The Sarrington Cosmonophone
Chicago, Illinois (1932): In 1931, Julius Sarrington had an idea: to create a musical device that could transmit supranatural vibrations into the human world. A lapsed Theosophists and failed inventor, Sarrington alleged that the universe was based upon musical principles that ordered and maintained the harmony of the cosmos. His beliefs mixed Pythagorean philosophy with new age spiritualism in equal measure, arguing that our world was constantly surrounded by a “cosmic symphony of meaning and purpose” that we could not detect through our normal senses. Working out of depression-era Chicago, Sarrington sought to build a device capable of gathering and transmitting this cosmic music all around us. At this time, Léon Theremin had recently patented his eponymous musical instrument, which allowed performers to generate musical sounds without ever touching a physical instrument. Following the initial unveiling of the Thereminophone in New York during the late 1920s, Sarrington became convinced of his own theories. The Theremin was a “revelation,” as he put it. It provided proof that music could, indeed, be “pulled from the air.”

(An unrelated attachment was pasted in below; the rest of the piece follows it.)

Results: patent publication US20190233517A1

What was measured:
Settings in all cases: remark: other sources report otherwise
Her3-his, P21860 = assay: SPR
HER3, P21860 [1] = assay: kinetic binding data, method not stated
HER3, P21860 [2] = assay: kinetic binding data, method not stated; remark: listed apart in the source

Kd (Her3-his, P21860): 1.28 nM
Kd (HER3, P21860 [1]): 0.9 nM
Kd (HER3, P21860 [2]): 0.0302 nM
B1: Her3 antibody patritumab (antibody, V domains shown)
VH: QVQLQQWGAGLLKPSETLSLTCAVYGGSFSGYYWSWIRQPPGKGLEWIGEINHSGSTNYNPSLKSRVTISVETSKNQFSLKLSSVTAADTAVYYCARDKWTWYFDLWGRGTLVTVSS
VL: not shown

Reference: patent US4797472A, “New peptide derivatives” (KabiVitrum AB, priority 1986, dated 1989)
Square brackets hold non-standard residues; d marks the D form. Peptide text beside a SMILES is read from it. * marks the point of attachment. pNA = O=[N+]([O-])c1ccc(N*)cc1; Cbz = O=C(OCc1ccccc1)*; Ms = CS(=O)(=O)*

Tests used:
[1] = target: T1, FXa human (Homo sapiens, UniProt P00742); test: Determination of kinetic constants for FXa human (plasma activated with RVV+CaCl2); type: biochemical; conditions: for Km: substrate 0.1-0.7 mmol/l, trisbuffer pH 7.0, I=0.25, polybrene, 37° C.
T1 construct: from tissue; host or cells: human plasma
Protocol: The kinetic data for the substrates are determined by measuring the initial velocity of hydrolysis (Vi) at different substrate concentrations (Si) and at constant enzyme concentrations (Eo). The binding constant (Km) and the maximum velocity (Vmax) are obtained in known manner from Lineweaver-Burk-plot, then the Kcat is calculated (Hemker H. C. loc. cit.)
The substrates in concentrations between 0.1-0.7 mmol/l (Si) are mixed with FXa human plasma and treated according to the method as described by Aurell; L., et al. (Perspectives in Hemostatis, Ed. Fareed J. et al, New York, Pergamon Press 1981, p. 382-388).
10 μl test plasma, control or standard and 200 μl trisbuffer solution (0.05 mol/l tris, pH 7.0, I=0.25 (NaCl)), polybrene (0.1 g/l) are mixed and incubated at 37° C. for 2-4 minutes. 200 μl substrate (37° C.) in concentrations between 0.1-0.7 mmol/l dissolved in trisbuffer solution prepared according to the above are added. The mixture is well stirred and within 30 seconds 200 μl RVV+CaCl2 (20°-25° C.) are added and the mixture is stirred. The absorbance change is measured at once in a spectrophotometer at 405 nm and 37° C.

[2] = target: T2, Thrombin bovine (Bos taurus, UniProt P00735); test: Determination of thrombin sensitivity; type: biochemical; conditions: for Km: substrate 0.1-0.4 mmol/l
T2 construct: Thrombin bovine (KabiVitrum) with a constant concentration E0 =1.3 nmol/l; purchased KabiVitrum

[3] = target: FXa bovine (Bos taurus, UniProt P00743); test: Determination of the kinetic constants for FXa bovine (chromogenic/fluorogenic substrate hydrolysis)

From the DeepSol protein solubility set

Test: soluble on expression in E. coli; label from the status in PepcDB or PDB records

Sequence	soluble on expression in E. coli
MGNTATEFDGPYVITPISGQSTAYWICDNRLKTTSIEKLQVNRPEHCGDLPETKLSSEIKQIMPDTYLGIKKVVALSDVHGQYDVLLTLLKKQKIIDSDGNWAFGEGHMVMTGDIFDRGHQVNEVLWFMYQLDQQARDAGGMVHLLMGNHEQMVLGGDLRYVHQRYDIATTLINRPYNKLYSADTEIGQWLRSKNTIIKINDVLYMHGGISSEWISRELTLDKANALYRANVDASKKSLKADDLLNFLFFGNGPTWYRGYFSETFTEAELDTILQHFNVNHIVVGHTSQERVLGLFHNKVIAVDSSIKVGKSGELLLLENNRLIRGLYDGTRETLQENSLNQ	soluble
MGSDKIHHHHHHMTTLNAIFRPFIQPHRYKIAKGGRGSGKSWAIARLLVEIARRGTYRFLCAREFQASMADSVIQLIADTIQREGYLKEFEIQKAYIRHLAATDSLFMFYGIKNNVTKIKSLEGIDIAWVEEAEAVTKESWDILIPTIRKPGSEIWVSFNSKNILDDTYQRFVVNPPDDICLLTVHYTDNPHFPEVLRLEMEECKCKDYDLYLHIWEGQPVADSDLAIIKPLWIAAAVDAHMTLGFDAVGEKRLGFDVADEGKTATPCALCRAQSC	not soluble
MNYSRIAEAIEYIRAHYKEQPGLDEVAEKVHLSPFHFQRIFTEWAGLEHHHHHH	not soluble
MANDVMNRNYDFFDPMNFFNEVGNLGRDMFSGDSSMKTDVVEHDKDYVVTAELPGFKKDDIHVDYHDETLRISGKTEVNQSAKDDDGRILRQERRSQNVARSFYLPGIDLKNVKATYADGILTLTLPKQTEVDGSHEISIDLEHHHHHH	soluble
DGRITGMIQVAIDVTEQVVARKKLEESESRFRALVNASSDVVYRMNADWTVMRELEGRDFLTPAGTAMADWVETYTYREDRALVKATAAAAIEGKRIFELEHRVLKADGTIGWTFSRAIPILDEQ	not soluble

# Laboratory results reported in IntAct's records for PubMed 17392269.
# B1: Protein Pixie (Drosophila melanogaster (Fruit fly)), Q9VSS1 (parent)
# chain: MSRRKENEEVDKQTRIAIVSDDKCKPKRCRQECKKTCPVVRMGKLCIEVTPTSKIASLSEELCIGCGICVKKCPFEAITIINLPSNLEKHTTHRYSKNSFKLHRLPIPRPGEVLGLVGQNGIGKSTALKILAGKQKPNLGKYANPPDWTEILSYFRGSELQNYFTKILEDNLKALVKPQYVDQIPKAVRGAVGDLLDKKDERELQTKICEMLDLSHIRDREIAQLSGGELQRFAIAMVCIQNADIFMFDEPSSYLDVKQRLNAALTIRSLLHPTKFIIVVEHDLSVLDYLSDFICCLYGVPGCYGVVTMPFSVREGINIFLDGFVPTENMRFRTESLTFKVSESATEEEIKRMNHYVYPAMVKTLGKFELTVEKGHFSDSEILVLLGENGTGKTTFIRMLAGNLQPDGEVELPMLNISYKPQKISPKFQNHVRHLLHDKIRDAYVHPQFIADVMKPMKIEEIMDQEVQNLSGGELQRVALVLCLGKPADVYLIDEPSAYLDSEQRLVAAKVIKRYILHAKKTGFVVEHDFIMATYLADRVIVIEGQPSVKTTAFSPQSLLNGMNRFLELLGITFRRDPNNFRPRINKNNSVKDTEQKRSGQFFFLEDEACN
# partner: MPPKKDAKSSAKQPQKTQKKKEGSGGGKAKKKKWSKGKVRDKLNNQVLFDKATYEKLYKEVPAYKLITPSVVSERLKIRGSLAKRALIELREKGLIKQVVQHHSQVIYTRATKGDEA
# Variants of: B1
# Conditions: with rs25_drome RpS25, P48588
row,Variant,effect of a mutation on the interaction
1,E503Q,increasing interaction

While it is clear that Sarrington misunderstood the practical mechanisms behind the Theremin, he set to work on building an instrument that would allow humans to hear the supposed cosmic symphony ordering the universe. In 1931, he constructed a prototype for his “Cosmonophone” with the intention of exhibiting the instrument at the upcoming Chicago World’s Fair. During an inaugural unveiling in 1932, Sarrington invited a select number of journalists to witness his prototype in action. At the gathering, he provided his audience with a brief history of his efforts and then proceeded to switch on the Cosmonophone. Journalists reported that the sounds coming from the keys resembled a gurgling noise like “fish gasping for air.” Others claimed they heard murmuring voices just beneath the bubbling sounds. As one newspaper wrote: “If this is the symphony of the Cosmos, I prefer to stick with Bach and Mozart and leave the cosmos to itself.”
The debut of the Cosmonophone was met with general skepticism and the instrument did not feature in the 1933 Chicago World’s Fair. Sarrington himself died in late 1932, before the exhibition began, ostensibly from “humiliation,” as one source stated.